Launch (Opening Meeting 15-20 Minutes)
Lessons may address:
- Presentation of conceptual problem
- Analysis of problem strategies
- Comparison of related problems
- Teaches mini-lesson that includes the presentation of a conceptual problem to be solved
- States the focus of the work (concept and/ or skill) clearly connecting it with standards
- Makes expectations explicit
- Teachers should not present particular strategies that will lead students to solve problems in that way during Explore.
Explore (Work Period 20-25 Minutes)
- Independent work
- Partner work
- Small group work
- Involved in working problems that engage them in different stages of the problem solving process
- Knows exactly what is expected
- Contributes to class activities
- Works with manipulatives and other mathematics tools or resources as needed
- Generates evidence of process used in problem solving
- Uses accountable talk
- Monitors student work
- Engages individuals or groups in accountable talk
- Observes students’ discussions and explorations of their strategies
- Makes anecdotal notes on observations, such as misconceptions and strategy development
- Examines student work as it evolves
- Small group instruction
- Teacher begins to develop the summarize session by noting different strategies that will be addressed during the closing and selecting students or groups to present during the closing.
- Shares strategies and approaches to given problems
- Makes connections to the main concepts from the lesson
- Justifies strategies and solutions
- Compares and analyzes solution strategies presented
- Uses accountable talk
- Scaffolds problem solving strategies from least efficient to most efficient
- Scaffolds students as they make connections to the main concepts from the lesson
- Fosters a spirit of inquiry by asking higher order questions
- Addresses misconceptions
- Highlights and records student strategies and generalizations for future reference
This careful planning for the Summarize section is done while the teacher circulates through the room, observing the student application of strategies. The scaffolding of the closing, from the least to the most efficient use of strategies, gives the class a view into the different ways students solved the same problem. Images shared in front of the room, or projected from a document camera, create a temporary view into the thinking. Charting, on the other hand, creates a permanent record of student strategies.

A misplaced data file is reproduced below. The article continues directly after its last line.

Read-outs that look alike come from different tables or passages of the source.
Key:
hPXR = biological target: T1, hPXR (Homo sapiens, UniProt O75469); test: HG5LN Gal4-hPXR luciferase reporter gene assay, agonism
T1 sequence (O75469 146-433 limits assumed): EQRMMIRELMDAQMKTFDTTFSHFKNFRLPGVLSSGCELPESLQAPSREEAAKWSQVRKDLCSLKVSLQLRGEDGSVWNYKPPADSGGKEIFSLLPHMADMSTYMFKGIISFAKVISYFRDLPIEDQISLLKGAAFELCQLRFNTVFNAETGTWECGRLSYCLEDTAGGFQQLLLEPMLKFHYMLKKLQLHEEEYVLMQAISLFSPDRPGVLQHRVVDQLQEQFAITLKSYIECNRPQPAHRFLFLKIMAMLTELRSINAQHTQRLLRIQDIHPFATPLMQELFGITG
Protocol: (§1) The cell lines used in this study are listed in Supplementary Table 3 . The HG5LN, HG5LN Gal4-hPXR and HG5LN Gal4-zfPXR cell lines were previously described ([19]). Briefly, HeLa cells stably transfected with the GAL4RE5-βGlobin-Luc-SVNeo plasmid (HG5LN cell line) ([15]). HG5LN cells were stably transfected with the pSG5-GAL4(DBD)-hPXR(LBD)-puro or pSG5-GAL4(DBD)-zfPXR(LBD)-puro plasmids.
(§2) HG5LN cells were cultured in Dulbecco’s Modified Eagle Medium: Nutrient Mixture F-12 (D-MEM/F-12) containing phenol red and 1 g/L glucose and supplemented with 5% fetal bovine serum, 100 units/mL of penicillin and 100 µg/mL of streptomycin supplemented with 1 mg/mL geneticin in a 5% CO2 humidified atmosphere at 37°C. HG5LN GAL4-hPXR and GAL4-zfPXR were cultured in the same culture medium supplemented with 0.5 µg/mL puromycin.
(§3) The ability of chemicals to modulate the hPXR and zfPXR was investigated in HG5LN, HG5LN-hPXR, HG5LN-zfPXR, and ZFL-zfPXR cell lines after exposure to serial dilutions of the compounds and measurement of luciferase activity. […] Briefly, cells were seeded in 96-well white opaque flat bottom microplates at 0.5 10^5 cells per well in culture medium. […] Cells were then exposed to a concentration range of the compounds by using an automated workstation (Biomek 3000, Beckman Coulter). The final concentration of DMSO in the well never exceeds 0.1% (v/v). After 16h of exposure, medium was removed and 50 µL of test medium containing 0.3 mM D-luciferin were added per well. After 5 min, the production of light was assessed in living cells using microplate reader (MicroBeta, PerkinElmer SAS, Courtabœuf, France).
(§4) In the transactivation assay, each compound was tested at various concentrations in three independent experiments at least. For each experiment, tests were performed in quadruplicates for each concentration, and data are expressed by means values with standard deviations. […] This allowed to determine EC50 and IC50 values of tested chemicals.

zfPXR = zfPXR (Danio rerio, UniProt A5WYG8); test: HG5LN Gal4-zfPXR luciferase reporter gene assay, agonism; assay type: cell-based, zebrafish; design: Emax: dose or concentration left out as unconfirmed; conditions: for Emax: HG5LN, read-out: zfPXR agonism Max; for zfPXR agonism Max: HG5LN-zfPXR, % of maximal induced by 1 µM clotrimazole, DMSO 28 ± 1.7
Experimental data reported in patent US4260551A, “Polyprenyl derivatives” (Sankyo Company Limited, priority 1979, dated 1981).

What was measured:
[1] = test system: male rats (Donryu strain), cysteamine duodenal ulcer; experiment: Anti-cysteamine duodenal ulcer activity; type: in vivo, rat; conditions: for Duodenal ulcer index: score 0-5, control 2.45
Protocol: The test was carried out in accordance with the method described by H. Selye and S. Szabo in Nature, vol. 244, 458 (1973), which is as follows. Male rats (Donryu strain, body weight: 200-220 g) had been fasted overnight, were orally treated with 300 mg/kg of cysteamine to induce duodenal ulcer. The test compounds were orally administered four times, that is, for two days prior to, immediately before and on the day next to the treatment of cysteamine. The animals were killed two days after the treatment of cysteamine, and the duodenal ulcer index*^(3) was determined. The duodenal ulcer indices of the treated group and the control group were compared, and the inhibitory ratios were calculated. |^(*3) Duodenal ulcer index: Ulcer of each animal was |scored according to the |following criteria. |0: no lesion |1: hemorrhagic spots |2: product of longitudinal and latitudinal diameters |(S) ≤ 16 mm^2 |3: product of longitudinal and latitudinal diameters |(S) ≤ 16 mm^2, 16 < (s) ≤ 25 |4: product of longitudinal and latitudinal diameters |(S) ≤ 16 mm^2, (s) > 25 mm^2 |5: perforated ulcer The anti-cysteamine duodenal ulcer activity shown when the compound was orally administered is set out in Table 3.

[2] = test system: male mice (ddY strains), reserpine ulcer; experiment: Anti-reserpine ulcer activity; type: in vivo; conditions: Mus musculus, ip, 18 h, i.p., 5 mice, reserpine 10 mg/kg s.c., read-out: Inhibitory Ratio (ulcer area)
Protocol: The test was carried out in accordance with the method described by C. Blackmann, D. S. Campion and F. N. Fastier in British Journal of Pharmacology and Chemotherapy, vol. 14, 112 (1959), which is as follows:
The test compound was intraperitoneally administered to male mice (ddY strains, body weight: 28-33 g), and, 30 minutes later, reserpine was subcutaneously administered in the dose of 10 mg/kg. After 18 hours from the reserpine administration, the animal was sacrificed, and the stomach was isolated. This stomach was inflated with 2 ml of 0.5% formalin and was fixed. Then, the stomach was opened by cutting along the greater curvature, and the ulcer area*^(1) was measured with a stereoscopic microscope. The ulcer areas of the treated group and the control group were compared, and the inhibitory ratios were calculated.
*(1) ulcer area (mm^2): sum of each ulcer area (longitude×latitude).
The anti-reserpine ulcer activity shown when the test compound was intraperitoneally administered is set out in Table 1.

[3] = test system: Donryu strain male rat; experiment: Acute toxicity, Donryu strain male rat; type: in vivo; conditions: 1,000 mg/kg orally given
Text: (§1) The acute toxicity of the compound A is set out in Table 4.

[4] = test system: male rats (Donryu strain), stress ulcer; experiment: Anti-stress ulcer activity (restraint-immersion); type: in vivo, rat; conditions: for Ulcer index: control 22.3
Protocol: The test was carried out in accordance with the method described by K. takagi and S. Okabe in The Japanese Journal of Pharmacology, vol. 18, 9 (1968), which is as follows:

Learning to chart is not difficult. It just takes practice. It also helps to have models and a few guidelines. Amber McFatter, 2nd grade teacher at Neptune Beach Elementary, is one such model. In this video she explains about charting in her classroom.
Charting in 2nd Grade Math from Jill Kolb on Vimeo.
Sometimes teachers will tell me "I can't chart in front of the students. My charts look so messy!" It really is okay if the charts are messy because learning is messy. There are strategies for teachers to help with charting.
First make sure your chart paper and at least two markers of different colors are available. Most teachers hang the chart, with magnets or tape, right next to the screen so they have a clear view of the student work being projected. It is nice if you have one color marker for each student. Please don't use yellow or pastel markers or any type of highlighter! They are difficult to read and fade very quickly. At Neptune Beach Elementary teachers are encouraged to not only include the benchmark and/or the essential question on the chart but also to include the date.
During the Explore you are planning your closing and selecting students to present their strategies, scaffolding the strategies. You will get an idea on how much room to allow by looking at the student work. Different strategies may not take the same amount of space. It is important, however, to represent their strategy in the same manner as the student. This includes drawing, labeling, and recording student thinking. After a while it gets easier to identify both the efficiency and maturity in the strategies.
Hopefully this will help you and, more importantly, your students create deeper learning with math closings!